Bodyweight training and the benefits

Bodyweight training can be described as exercising without equipment or machines, instead using the mass or weight of the body to provide resistance.

Here are seven great things about bodyweight training that should encourage you to get off the machines and use your body to its full potential.

Body weight training is suitable for all levels of fitness. It can be adapted to anyone’s level of fitness or goals. If you are just starting out, the intensity and repetitions maybe lower. As you increase your fitness levels, you might add speed, power, more repetitions or advanced movements to the activity. Take an exercise like the squat for example, a new exerciser might do eight to 10 reps of a half squat and rest for 30 seconds, whereas a more advanced participant might squat deeper, do more squats, add a jump and have less rest, all resulting in higher intensity!

The variation is endless. There are a couple of foundation exercises like the squat, lunge, crunch and push up, but for each of those there might be 10-20 variations. These variations provide a range of challenges and benefits to the exerciser.

It’s portable. You don’t need any equipment for bodyweight training. All you need is your own body! Look for structures like benches, walls, trees, playgrounds etc to help set up opportunities to train different muscle groups in different ways.

It’s functional. Functional training is training for the purpose of living. We can link exercises like the squat and lunge in training to life because we repeatedly perform these movements every day when we move lift and carry things. Training functionally with life in mind, daily tasks can become easier, we can perform them better and we will reduce the likelihood of injury.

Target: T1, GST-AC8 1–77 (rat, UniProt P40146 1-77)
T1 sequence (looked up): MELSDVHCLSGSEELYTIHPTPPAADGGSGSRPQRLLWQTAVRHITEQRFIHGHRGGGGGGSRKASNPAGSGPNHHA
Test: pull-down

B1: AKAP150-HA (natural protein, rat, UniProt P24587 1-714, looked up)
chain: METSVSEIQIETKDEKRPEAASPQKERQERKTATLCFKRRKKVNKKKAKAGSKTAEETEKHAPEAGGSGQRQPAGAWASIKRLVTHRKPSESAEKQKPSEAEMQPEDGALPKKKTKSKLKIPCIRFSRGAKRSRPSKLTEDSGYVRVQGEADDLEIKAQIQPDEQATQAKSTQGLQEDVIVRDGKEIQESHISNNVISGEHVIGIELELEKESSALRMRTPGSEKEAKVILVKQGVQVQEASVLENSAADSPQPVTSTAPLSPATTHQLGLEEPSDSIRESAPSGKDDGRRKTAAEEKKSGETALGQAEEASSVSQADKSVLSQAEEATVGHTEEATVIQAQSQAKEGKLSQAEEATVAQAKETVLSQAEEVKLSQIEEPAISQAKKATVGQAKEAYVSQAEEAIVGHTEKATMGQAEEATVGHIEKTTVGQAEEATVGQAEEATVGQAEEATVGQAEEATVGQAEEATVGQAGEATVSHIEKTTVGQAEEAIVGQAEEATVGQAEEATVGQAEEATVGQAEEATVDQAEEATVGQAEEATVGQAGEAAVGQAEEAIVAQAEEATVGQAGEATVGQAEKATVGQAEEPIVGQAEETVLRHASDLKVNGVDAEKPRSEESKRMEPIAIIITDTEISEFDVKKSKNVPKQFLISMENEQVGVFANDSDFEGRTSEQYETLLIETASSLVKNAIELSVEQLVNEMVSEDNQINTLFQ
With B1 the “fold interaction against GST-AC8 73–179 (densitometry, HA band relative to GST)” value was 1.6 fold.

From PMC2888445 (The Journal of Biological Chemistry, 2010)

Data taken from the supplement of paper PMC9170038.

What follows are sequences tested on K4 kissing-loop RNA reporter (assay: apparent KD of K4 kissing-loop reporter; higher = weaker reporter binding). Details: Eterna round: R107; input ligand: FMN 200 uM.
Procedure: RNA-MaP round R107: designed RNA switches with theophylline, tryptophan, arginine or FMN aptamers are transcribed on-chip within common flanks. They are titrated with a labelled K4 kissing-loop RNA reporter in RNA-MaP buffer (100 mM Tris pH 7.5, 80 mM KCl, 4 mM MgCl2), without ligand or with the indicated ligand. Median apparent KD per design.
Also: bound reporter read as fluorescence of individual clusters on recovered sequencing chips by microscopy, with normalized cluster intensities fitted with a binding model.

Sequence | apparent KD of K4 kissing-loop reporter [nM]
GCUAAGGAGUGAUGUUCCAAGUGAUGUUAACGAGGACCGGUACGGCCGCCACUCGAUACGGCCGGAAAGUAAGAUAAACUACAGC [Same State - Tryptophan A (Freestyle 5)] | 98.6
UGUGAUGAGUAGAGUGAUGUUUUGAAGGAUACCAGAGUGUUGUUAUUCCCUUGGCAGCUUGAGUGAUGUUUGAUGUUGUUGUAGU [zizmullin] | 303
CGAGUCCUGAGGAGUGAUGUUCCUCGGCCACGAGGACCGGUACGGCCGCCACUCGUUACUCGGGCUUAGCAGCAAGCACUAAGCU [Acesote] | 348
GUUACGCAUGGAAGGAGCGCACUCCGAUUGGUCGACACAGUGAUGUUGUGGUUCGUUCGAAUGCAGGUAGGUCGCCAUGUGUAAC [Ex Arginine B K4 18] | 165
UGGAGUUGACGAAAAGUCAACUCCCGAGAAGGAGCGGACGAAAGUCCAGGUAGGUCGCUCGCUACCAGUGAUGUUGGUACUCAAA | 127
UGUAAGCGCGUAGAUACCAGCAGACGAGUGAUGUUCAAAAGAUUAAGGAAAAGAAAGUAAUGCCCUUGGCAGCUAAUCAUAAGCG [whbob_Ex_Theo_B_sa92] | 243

Improvement in cardio fitness, strength and flexibility. Your bodyweight training will and can cover all three of these key exercise components. Make sure you take time at the end of each workout to stretch.

You will get results. Many of the bodyweight exercises use compound movements. Compound exercises like a lunge, squat or push up include movements of more than one joint and involve many muscles and large movements. If you go to a gym, a good trainer would have you completing compound exercise as a preference.

It’s free! Once you know how to execute a few of the key exercises and movements, you are ready to go. You can work out anywhere at any time and there are no excuses not to train!